City Beat

It’s short, but a new bike trail is coming to the American River

Parks director Chris Conlin and senior parks planner Raymond Costantino walk on a trail at Sutter’s Landing Regional Park on Wednesday, November 30, 2016 in Sacramento, Calif. The trail is set to become a paved path that someday will run all the way to Sacramento State.
Parks director Chris Conlin and senior parks planner Raymond Costantino walk on a trail at Sutter’s Landing Regional Park on Wednesday, November 30, 2016 in Sacramento, Calif. The trail is set to become a paved path that someday will run all the way to Sacramento State. hamezcua@sacbee.com

Piece by small piece, a new trail is being built along the American River.

The Sacramento City Council is set to approve a contract later this month to construct a paved trail running three-quarters of a mile from Sutter’s Landing Park in midtown.

The new stretch will be constructed on the stone trail running from a skate park at Sutter’s Landing to a railroad trestle near the Capital City Freeway. The $937,952 contract under consideration by the council also includes bike racks, benches and “three acres of habitat restoration on the banks of the American River with native understory vegetation,” according to a city staff report. The council will vote on the contract at its July 18 meeting.

City officials have been working for years to install a paved trail running from Sutter’s Landing at 28th and B streets to the California State University, Sacramento, campus. The bike trail in the American River Parkway runs along the river’s north bank, but an improved trail on the south shore would provide students and bicycle commuters from East Sacramento and River Park easier access to midtown and downtown.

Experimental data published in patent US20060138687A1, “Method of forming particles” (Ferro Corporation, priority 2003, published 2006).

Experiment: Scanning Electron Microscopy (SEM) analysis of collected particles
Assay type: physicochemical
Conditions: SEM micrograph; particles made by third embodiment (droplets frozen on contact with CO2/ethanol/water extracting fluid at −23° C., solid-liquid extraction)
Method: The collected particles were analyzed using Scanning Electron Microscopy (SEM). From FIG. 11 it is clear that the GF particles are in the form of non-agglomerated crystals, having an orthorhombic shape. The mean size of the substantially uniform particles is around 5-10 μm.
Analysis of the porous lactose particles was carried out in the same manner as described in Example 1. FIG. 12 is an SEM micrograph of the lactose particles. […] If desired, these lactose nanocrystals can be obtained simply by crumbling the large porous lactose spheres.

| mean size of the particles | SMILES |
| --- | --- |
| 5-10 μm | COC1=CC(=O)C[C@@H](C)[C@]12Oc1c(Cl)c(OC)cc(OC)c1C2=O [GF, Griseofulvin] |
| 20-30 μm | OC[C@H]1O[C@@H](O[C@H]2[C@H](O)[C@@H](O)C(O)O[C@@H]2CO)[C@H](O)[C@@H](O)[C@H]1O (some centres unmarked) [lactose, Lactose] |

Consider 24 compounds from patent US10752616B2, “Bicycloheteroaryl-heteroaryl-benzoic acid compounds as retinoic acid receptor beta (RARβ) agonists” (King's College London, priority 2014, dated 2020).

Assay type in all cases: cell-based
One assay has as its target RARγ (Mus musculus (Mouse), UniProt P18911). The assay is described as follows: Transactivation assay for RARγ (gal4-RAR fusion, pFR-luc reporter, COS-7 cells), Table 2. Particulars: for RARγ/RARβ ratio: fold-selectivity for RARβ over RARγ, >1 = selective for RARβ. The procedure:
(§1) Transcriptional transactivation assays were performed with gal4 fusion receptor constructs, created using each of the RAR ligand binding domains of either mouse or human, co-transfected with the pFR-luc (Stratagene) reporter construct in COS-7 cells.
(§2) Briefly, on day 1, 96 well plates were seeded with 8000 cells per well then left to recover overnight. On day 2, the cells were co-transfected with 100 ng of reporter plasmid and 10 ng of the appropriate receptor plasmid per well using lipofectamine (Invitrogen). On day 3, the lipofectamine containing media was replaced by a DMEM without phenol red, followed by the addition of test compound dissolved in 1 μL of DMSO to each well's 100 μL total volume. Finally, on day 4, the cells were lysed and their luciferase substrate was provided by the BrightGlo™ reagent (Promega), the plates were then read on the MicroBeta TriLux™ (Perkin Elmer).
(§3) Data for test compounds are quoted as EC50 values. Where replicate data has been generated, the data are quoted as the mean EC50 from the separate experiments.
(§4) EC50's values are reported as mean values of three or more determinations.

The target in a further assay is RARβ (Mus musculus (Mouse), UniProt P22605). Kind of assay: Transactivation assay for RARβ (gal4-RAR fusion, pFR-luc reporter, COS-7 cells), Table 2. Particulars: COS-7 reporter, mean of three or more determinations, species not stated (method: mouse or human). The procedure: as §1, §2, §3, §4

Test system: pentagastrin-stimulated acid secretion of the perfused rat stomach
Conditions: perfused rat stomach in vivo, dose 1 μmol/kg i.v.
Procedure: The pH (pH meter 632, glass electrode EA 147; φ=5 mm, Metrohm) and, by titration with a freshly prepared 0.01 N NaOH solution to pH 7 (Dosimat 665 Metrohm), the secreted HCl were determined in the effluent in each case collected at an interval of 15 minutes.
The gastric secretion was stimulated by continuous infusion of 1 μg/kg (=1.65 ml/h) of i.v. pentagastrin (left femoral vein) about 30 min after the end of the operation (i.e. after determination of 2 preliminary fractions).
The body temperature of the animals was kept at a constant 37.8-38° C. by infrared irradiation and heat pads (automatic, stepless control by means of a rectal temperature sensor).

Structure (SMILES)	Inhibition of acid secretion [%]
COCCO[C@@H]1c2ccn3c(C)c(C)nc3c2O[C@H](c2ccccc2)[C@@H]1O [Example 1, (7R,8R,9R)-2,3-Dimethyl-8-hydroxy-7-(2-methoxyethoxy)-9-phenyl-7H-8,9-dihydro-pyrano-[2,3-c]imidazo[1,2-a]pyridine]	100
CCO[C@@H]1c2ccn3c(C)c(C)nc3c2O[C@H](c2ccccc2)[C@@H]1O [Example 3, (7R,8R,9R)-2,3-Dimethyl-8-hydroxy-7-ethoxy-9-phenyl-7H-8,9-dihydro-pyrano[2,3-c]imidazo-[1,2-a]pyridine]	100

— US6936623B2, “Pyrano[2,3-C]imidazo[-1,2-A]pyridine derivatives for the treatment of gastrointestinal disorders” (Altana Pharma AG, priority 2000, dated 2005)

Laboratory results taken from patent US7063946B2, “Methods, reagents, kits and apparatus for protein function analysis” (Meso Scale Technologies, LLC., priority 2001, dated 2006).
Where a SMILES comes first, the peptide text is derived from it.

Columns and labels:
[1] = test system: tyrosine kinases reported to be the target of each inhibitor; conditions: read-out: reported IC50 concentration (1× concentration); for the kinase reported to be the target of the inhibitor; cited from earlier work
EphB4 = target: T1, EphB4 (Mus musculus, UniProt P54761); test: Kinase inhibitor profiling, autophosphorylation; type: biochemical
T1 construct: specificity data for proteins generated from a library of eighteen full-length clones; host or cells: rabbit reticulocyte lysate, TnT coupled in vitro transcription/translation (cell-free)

Councilman Jeff Harris, who represents East Sacramento and Sutter’s Landing, said the work expected to be approved this month is the culmination of two years worth of environmental and engineering work.

“It’s finally coming to pass,” he said.

Next up: extending the trail nearly two more miles to the Sacramento State campus. That project requires another round of environmental and engineering studies.

It will also require another $2 million, Harris said. The councilman said he is looking for that money now and may pursue it in next year’s city budget.

“It’s coming along, but it’s a big project,” Harris said.

Building paved bicycle and pedestrian trails along Sacramento’s rivers has been a tough challenge for years.

Much of the Sacramento River in the Pocket and Greenhaven neighborhoods is cut off from public use. Dozens of homes maintain private easements to the river’s shore and fences along the levee restrict access.

The City Council approved $2.3 million in its budget in June to purchase easements from homeowners along the Sacramento River in the Pocket with the hopes of one day building a paved trail. But some riverfront homeowners remain reluctant to sell their riverfront rights and are concerned that their properties will be susceptible to crime if a public bike trail opens behind their homes.

Ryan Lillis: 916-321-1085, @Ryan_Lillis

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